There were no doubt many people who were surprised when Bangkok came in at the top of the Condé Nast Traveler list of the top ten Asian cities in 2006, and again in 2008. You can count me among them. But when you look at what they asked travelers to rate - ambience, culture / sites, friendliness, lodging, restaurants and shopping - it becomes clear that the 'Big Mango' belongs on the list. Where accommodation alone is concerned, Bangkok has five of the top 30 hotels in Asia, including two of the top five, and a total of nine in the list of 75.
The Thai capital is most tourists' entry point to Thailand. Most foreign airlines only fly into Bangkok, although if you are coming from elsewhere in Asia, some flights are available directly to places such as Phuket and Chiang Mai. There used to be a tendency to bypass Bangkok or move on up-country quickly due to the city's notoriously bad traffic.
In fact, traffic is not as bad as it used to be and there are many places worth seeing in the big city. Almost all of the most interesting sights are near the river, and so accessible by boat. Between the boat and the train system you should be able to get just about anywhere in town that a tourist would want to go. Pick your hotel carefully to be near the river or the train system, and you'll have no trouble getting around on your own, although you may also want to consider engaging one of the excelent private guides available, to ensure you see the parts of Bangkok you might not see on your own.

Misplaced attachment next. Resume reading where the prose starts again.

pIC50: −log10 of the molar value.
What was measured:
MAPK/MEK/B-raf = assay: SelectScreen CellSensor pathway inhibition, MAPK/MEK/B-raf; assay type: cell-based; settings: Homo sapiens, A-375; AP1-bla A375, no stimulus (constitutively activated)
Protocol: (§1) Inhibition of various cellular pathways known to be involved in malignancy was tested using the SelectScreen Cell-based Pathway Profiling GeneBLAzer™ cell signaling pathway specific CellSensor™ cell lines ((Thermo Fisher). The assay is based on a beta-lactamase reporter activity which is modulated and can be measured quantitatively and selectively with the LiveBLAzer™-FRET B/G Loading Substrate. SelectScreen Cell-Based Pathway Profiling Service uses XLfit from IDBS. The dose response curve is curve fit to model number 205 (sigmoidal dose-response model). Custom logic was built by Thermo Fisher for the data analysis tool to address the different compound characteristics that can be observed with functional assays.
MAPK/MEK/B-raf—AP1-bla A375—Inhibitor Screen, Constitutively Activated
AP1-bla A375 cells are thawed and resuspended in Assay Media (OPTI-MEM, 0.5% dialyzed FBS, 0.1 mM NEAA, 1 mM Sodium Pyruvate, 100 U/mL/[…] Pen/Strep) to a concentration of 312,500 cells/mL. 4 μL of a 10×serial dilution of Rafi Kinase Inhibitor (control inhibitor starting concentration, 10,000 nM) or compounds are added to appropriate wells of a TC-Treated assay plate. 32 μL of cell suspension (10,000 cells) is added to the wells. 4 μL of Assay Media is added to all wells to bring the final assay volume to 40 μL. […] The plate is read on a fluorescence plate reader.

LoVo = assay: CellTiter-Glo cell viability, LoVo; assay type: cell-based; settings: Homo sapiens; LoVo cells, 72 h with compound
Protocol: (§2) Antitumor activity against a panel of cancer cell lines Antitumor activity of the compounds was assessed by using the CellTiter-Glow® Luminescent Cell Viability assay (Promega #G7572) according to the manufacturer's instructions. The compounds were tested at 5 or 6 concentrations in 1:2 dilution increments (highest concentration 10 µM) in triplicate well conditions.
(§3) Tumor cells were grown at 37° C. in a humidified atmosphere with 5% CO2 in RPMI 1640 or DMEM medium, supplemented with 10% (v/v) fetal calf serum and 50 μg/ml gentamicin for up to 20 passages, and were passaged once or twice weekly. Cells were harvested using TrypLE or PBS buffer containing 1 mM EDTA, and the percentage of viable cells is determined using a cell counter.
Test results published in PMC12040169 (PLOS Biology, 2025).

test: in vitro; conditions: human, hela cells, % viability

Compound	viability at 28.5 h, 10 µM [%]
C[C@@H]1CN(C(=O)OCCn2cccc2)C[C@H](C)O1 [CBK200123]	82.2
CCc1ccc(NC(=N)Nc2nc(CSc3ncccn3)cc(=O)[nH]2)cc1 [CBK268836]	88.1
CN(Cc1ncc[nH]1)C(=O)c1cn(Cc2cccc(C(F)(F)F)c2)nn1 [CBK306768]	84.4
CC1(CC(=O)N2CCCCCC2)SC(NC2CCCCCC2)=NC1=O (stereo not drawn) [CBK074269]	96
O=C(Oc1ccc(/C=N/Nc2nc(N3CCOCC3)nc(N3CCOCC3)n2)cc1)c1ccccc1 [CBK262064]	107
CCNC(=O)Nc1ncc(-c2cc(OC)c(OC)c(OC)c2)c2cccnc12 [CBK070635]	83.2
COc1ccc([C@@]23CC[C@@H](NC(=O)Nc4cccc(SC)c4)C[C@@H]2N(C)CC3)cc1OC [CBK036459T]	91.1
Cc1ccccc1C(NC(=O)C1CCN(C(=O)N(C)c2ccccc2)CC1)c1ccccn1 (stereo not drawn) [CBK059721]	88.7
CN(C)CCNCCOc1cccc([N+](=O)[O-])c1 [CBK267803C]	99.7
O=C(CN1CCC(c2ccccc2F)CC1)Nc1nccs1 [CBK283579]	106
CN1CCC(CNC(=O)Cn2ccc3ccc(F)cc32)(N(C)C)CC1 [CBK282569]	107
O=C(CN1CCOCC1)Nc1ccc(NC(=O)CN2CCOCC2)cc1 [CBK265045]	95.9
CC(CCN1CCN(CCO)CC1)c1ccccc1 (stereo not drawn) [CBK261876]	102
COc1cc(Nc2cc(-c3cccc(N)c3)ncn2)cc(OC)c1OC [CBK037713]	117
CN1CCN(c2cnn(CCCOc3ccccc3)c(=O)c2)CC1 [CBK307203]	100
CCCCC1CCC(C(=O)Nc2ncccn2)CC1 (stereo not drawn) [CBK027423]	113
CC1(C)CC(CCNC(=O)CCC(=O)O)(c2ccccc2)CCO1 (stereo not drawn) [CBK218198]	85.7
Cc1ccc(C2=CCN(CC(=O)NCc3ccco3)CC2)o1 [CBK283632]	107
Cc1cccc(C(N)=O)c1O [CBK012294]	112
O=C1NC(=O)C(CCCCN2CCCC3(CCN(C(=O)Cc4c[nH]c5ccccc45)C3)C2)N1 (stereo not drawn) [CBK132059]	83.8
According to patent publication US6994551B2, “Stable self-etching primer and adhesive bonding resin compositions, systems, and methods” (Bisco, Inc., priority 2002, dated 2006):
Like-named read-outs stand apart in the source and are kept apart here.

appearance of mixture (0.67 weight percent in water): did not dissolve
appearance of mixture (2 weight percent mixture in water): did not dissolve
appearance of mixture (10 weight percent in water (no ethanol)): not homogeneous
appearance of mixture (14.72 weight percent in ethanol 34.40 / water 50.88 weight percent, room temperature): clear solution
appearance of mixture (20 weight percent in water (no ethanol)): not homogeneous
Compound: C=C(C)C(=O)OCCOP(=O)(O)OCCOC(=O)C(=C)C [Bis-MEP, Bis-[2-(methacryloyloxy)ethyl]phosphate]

The "standard" tourist sights include the Grand Palace in which the temple of the Emerald Buddha is located and the nearby temple commonly known as Wat Po where the large Reclining Buddha is found. Wat Traimit, home to a huge solid gold Buddha, makes a good starting point for a walk through Bangkok's Chinatown.
A good way to cool off after walking around a hot palace or temple all morning is to take a tour of the canals by long tailed boat. Most riverside hotels rent boats, or you can arrange them from the piers at either the River City shopping complex or the Taksin Bridge pier near the Skytrain terminus. You generally pay by the hour. Two hours is more than enough to get a flavor of canal life, see the royal barges and stop by Wat Arun.
There's more to Bangkok than glittering palaces and temples. The metropolis is home to more than 100 museums, some of which can be quite interesting. For example, a visit to the preserved traditional Thai style home of Jim Thompson can prove educational as well as enjoyable. This can also be your introduction to another of Bangkok's popular attractions: shopping.